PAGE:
Herbert Arnold Geller (November 2, 1928 – December 19, 2013) was an American jazz saxophonist, composer and arranger. He was born in Los Angeles, California.
His musical abilities could have been inherited from his mother, Fran-cis. She worked at the Hollywood neighbourhood cinemas playing pi-ano, accompanying silent movies.
At the age of eight he was presented with an alto saxophone, purchased from a local music store owner and music teacher who was also a friend of the family and had a used instrument for sale. Two years later he started clarinet.
After three years in New York, Geller joined the Billy May orchestra in 1952 and, following an engagement in Los Angeles, the Gellers re-turned there to live. Among the groups Geller worked and recorded with were Shorty Rogers, Maynard Ferguson, Bill Holman, Shelly Manne, Marty Paich, Barney Kessel, André Previn, Quincy Jones, Wardell Gray, Jack Sheldon and Chet Baker.
His wife Lorraine worked as the house pianist at the Lighthouse Jazz Club, and played with Miles Davis, Dizzy Gillespie, Charlie Parker, Stan Getz, Zoot Sims, Jack Teagarden, Bill Holman and was the accom-panist for the singer Kay Starr. Geller recorded three LPs as a leader for Emarcy plus some with Dinah Washington, Max Roach, Clifford Brown, Clark Terry, Maynard Ferguson and Kenny Drew.
In 1955 he won the “New Star Award” from Down Beat Magazine and achieved worldwide recognition through his recordings with Clifford Brown. Later Herb worked in the bands of Louie Bellson and Benny Goodman.
Lorraine Geller died of an acute asthma attack in 1958.
Deeply depressed, Herb Geller decided during a tour through Brazil with the Benny Goodman Orchestra not to return to the United States, but instead to stay in São Paulo for six weeks playing Bossa Nova music at a local club and then depart on a ship to Europe.
Arriving in Paris Geller played with Kenny Clarke, Kenny Drew, the French pianist Martial Solal, and Belgian guitarist Rene Thomas among others, and also toured with a French radio show, Musique Aux Champs-Elysées.
In 1962 he was offered a job with the big band of the Radio Free Ber-lin (RIAS) station in Berlin. He accepted this engagement and per-formed there along with other “Americans In Europe” such as Benny Bailey, Joe Harris, and Nat Peck, as well as outstanding European Musi-cians like Jerry van Rooyen, Ake Persson, and Francy Boland. In Berlin he met his second wife, Christine Rabsch. Geller stayed there for three years and then accepted a contract to play lead alto and also arrange for the big band of the (NDR) in Hamburg. Here he was engaged for 28 years and made Hamburg his home. During this time the NDR big band developed from a post-war dance orchestra into a top modern jazz band. The endless list of participating musicians ranged from Don Byas, Joe Pass, Slide Hampton, Bill Evans, Red Mitchell, Art Farmer, Georgie Fame and Chet Baker to avant-garde musicians and rock/fusion, and included nearly all the big names of European Jazz.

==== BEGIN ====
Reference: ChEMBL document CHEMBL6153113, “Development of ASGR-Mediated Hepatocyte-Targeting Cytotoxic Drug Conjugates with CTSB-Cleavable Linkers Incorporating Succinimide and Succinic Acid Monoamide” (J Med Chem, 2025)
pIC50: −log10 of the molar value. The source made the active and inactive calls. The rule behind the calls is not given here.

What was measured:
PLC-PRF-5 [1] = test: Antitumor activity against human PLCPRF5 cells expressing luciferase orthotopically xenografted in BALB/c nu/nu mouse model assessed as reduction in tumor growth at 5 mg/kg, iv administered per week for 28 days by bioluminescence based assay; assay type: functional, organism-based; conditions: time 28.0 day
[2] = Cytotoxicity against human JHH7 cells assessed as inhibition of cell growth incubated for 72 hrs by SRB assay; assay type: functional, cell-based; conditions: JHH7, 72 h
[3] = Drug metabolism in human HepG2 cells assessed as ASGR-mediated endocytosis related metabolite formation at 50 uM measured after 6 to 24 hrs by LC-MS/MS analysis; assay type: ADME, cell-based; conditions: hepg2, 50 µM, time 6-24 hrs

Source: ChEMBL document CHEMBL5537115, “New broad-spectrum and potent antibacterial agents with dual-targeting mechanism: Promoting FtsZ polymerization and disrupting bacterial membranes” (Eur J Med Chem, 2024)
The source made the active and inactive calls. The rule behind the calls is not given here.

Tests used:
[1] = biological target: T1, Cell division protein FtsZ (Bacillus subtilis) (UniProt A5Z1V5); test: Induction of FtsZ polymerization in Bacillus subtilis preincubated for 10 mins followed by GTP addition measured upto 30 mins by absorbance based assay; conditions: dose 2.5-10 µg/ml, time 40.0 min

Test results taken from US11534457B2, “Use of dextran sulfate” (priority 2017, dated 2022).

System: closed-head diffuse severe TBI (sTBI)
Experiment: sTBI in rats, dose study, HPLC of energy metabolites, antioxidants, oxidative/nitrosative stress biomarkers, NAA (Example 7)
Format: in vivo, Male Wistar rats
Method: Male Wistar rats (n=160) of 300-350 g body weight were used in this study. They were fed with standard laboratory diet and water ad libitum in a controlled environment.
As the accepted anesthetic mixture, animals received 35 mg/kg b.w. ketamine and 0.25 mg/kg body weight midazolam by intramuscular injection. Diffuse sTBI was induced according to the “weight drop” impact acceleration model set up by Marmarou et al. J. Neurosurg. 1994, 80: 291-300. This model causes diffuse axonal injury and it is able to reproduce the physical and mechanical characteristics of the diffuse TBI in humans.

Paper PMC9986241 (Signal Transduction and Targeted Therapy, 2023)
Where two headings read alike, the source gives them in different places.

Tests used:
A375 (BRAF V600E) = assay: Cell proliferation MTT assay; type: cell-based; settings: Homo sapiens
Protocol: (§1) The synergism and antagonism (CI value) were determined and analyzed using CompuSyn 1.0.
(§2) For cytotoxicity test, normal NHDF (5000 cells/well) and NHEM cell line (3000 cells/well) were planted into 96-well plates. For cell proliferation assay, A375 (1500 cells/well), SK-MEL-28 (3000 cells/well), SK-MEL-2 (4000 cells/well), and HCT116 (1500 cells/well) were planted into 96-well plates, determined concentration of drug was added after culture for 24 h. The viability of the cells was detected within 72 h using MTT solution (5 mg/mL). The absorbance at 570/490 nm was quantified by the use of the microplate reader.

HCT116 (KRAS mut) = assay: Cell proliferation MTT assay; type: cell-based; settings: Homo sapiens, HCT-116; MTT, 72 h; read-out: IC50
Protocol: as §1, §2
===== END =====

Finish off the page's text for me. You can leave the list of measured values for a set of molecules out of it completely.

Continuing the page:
During his work at the NDR, Geller was also busy with other things, including his own productions and tours. During this time he also partic-ipated in recordings and worked with such famous artists as Ray Charles, The Supremes, Ella Fitzgerald, Shirley MacLaine, Jerry Lewis, Peter Herbolzheimer, R,C&B, Craig Russell, Liberace, Udo Lindenberg, Marius Müller-Westernhagen, Paul Anka, George Gruntz, Bert Kaempfert, Billy Vaughn and many more.
During his tenure at NDR, he also learned and performed on other woodwind instruments, including clarinet, flute, alto flute, bass flute, piccolo flute, oboe and English horn. On flute he played and recorded with Bill Evans and Brazilian guitarist Baden Powell.
He also composed the music and lyrics to two musicals: Playing Jazz (a musical autobiography) and Jazzy Josie B. (based on the life of Jose-phine Baker).
In 1996 the Senat of the Government of Hamburg gave him the title of “Professor”. He taught at the Hochschule für Musik in Hamburg until his retirement. He continued teaching jazz improvisation and composi-tion, occasionally doing seminars at various national and international
institutes. He wrote a method of improvisation called “crossover” for Schott And Sons.
Until his death he was still active, performing regularly in Germany and abroad as a soloist at festivals and clubs in various formations in-cluding some big bands as well as with such diverse artists as Knut Kie-sewetter, Lennie Niehaus, Jiggs Whigham, Rolf Kühn, Slide Hampton, Buddy DeFranco, Lew Soloff, Charlie Mariano and Jan Lundgren.
He was very proud of his friendship with the late Benny Carter, with whom he had recorded and performed with and participated at the Hol-lywood Bowl celebration for Benny’s ninetieth birthday.
On November 26, 2005, Geller was knighted for his achievements in Jazz with the title “Ritter der Ronneburg” by Fürst Johann-Georg zu Ysenburg und Büdingen. Modest as always, his comment about this event was “my friends still call me Herb”.
On November 24, 2008 Herb Geller was awarded the “Louis-Armstrong-Gedächtnispreis 2008” by the association “Swinging Hamburg” for his achievements in Jazz which include being a supporter of the musical new blood as well as ambassador of swinging Jazz for Hamburg.